Now that the grinder is true to the bench, I can make a 30 degree block to hold the cutter at the right bevel angle. This 30-60-90 block was made with dozens of cutoff corners from making hexagonal box lids. I used to use it as a bicycle wheel chock. It just needed a 3/8″ spacer to bring the ramp up to the grinding point. The small bit of cherry under the left edge registers against my workbench to hold the block true.

Note that not all cutters are made to 30 degrees. Stanley 45 beaders are 35 degrees and you have to make a ramp to match that or you will spend a long time grinding.

Thirty Degree Cutter Support Block

Thirty Degree Cutter Support Block

A photo of the ramp from the top.  Black stains are from grinding swarf. The pine spacer has been planed off to match the ramp surface.

Thirty Degree Cutter Support Block

Thirty Degree Cutter Support Block

All the pieces are together and I could reshape the concave part of the half inch cutter. I noted cheap grinding points are not straight or very round so spent some time with a diamond grinding wheel dresser to clean it up. It took about an hour to remove an 1/8″ of hardened edge. Have to be real careful around the quirk, and don’t burn the steel.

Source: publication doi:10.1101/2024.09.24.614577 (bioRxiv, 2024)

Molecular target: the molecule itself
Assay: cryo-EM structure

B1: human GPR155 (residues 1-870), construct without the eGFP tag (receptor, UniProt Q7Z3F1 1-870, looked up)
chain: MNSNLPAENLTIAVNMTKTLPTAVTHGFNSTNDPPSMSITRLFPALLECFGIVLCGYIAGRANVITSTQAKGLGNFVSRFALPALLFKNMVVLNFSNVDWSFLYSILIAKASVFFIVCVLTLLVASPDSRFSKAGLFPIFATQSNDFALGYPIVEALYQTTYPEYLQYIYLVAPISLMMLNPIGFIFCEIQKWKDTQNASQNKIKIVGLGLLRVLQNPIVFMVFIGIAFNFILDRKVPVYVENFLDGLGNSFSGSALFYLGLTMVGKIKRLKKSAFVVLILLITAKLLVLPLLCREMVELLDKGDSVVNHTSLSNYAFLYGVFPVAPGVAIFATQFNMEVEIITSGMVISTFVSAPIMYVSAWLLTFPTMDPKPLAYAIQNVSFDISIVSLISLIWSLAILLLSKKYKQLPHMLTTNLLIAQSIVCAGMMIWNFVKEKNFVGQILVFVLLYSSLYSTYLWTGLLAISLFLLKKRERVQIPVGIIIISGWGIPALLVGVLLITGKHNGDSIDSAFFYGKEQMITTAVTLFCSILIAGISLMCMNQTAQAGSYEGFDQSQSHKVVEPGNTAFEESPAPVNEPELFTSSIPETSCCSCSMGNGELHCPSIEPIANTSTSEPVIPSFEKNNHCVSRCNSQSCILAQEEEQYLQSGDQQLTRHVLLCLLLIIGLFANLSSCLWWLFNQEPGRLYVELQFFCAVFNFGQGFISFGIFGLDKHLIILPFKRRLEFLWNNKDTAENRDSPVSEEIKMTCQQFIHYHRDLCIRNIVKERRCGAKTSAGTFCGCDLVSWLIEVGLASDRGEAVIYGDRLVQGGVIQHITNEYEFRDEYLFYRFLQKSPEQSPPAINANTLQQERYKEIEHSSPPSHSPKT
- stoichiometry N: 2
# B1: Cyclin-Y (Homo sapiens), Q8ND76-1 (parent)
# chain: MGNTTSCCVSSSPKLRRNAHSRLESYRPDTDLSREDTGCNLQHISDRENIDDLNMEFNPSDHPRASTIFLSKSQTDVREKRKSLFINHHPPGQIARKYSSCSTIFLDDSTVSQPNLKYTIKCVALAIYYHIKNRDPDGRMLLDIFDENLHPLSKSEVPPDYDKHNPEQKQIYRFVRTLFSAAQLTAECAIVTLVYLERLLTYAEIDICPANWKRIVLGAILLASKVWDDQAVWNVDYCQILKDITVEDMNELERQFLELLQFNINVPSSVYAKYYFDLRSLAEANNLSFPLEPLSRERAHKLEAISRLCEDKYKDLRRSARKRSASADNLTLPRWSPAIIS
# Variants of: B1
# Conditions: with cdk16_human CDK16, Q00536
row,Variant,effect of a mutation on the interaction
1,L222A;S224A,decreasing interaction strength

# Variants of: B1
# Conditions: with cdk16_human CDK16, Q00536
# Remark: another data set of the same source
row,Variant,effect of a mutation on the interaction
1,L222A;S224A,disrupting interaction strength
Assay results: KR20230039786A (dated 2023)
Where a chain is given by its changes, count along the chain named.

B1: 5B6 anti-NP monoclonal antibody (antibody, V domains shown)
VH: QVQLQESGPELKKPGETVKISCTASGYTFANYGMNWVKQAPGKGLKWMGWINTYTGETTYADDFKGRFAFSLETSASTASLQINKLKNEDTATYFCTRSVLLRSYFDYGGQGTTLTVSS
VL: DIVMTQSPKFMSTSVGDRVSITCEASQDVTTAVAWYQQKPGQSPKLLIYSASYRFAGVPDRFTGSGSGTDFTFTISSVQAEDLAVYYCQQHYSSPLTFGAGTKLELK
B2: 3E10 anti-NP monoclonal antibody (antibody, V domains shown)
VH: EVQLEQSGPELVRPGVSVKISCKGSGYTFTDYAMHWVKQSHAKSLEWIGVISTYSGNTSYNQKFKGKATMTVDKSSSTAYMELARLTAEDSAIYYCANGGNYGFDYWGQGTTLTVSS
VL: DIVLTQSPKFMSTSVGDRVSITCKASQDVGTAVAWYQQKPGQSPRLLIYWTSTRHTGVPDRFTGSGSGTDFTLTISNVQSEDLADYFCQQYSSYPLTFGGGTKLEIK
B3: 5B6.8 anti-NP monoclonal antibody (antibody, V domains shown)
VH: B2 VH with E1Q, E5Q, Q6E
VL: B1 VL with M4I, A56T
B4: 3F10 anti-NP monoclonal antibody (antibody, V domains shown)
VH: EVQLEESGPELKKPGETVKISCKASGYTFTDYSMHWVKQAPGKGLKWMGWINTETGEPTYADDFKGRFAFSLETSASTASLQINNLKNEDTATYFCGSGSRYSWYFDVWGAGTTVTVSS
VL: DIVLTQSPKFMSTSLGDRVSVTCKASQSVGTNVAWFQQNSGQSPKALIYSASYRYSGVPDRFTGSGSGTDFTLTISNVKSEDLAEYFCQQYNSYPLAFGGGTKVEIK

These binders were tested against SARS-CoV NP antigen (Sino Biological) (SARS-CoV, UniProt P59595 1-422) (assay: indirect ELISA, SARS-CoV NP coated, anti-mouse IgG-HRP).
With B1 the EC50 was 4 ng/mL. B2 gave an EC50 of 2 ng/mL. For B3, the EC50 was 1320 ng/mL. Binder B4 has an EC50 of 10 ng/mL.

Shaping the Curved Bevel

Shaping the Curved Bevel

Sharpen and Hone the Cutter

Shaping is not sharpening. You need finer grits to create a cutting edge. Flattening the back is the same exercise as for any other plane blade or chisel and I honed the quirk by setting the blade up in a jig. These narrow blades are not happy in the cheap side clamp honing jigs. I found the best way to clamp one up was to lay the blade flat on the rods that connect the two sides of the jig. Check after every adjustment that the cutter is still tight against the rods. I honed the quirk first by using the jig just at the edge of my stones. Then did the flat on the other side, then the concave edge.

Bead Cutter Locked in Side Clamp Honing Jig

Bead Cutter Locked in Side Clamp Honing Jig

Here’s how to set the side clamp jig for the proper angle. Lock the protractor at 30 degrees. Hold as in this photo, when the edge of the protractor is flat against the back of the cutter and the beam of the protractor just touches the roller, the jig is at 30 degrees. Slide the cutter back and forth until this happens then tighten the clamp screw. This technique will work for any plane blade or chisel.

You have to do this for each of the three edges on the beading blade, one setting will NOT work for all.